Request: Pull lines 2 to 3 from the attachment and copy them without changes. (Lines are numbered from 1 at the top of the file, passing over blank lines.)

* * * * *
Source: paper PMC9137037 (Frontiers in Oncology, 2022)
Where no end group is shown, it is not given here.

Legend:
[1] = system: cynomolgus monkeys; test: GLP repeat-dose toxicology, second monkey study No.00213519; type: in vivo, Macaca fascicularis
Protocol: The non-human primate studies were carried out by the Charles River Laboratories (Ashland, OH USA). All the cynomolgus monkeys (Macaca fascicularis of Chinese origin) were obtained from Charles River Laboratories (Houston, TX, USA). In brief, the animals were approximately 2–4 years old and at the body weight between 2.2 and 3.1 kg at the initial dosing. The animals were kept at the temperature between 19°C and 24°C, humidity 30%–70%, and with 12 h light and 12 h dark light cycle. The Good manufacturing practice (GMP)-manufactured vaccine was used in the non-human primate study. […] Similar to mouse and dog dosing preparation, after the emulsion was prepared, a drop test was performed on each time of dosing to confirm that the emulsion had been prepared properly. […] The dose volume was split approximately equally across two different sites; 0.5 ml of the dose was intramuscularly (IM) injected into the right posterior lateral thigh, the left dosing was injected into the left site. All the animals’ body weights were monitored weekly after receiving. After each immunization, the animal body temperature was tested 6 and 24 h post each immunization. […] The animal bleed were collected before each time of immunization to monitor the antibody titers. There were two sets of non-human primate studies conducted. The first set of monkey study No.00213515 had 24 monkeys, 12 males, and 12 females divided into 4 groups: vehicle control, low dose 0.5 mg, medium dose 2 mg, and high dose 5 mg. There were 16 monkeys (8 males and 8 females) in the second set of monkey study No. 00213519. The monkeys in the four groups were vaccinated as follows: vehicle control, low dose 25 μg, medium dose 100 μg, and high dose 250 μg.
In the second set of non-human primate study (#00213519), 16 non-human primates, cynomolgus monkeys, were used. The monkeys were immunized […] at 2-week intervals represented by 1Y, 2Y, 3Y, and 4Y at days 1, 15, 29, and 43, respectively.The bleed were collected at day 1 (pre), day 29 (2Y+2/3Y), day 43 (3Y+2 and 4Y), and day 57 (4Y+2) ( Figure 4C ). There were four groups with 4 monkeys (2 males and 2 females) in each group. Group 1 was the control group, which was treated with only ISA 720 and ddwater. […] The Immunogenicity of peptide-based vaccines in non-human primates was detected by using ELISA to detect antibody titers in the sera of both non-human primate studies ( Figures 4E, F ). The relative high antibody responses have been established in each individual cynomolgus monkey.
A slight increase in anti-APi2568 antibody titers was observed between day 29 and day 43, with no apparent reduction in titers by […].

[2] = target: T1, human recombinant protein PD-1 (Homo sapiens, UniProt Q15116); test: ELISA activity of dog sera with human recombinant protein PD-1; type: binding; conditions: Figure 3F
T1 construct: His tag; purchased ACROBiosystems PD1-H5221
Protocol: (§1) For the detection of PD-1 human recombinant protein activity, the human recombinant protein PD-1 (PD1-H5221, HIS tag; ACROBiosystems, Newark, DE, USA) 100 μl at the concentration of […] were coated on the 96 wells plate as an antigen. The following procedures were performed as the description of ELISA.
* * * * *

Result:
Where no end group is shown, it is not given here.

Legend: